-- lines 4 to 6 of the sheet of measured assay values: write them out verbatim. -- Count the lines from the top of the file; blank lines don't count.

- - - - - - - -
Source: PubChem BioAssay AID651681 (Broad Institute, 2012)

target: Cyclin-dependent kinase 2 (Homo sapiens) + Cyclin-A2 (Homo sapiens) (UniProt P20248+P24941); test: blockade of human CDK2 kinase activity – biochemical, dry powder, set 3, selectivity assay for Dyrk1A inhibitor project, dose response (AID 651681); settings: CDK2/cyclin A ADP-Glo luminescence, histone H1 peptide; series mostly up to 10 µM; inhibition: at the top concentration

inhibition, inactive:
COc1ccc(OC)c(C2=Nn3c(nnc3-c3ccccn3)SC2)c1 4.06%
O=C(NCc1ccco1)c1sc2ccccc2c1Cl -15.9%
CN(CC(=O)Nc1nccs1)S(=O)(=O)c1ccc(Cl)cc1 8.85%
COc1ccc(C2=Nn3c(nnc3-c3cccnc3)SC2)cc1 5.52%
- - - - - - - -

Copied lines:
COc1ccc(OC)c(C2=Nn3c(nnc3-c3ccccn3)SC2)c1 4.06%
O=C(NCc1ccco1)c1sc2ccccc2c1Cl -15.9%
CN(CC(=O)Nc1nccs1)S(=O)(=O)c1ccc(Cl)cc1 8.85%